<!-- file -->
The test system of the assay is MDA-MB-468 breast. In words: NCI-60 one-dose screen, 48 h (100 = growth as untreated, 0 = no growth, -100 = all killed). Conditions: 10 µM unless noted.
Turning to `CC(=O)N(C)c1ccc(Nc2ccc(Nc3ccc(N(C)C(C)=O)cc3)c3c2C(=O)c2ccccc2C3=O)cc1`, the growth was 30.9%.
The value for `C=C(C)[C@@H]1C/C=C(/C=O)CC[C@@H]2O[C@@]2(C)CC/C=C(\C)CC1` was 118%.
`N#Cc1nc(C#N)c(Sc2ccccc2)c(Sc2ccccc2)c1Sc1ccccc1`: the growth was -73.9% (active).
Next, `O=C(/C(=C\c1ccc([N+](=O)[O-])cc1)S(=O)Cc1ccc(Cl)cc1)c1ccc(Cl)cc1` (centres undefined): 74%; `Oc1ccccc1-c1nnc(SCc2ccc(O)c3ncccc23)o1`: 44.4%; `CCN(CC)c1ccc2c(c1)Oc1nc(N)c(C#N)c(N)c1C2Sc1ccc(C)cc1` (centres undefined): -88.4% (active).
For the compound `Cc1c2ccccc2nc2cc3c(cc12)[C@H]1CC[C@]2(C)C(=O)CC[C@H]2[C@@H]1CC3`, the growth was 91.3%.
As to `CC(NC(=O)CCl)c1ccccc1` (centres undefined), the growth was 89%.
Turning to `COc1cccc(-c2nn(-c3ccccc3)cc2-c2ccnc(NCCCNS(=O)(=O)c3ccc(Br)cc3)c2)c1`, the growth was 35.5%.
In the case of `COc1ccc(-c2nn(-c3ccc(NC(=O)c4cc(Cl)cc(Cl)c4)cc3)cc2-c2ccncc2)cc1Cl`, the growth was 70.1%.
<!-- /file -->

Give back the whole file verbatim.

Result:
The test system of the assay is MDA-MB-468 breast. In words: NCI-60 one-dose screen, 48 h (100 = growth as untreated, 0 = no growth, -100 = all killed). Conditions: 10 µM unless noted.
Turning to `CC(=O)N(C)c1ccc(Nc2ccc(Nc3ccc(N(C)C(C)=O)cc3)c3c2C(=O)c2ccccc2C3=O)cc1`, the growth was 30.9%.
The value for `C=C(C)[C@@H]1C/C=C(/C=O)CC[C@@H]2O[C@@]2(C)CC/C=C(\C)CC1` was 118%.
`N#Cc1nc(C#N)c(Sc2ccccc2)c(Sc2ccccc2)c1Sc1ccccc1`: the growth was -73.9% (active).
Next, `O=C(/C(=C\c1ccc([N+](=O)[O-])cc1)S(=O)Cc1ccc(Cl)cc1)c1ccc(Cl)cc1` (centres undefined): 74%; `Oc1ccccc1-c1nnc(SCc2ccc(O)c3ncccc23)o1`: 44.4%; `CCN(CC)c1ccc2c(c1)Oc1nc(N)c(C#N)c(N)c1C2Sc1ccc(C)cc1` (centres undefined): -88.4% (active).
For the compound `Cc1c2ccccc2nc2cc3c(cc12)[C@H]1CC[C@]2(C)C(=O)CC[C@H]2[C@@H]1CC3`, the growth was 91.3%.
As to `CC(NC(=O)CCl)c1ccccc1` (centres undefined), the growth was 89%.
Turning to `COc1cccc(-c2nn(-c3ccccc3)cc2-c2ccnc(NCCCNS(=O)(=O)c3ccc(Br)cc3)c2)c1`, the growth was 35.5%.
In the case of `COc1ccc(-c2nn(-c3ccc(NC(=O)c4cc(Cl)cc(Cl)c4)cc3)cc2-c2ccncc2)cc1Cl`, the growth was 70.1%.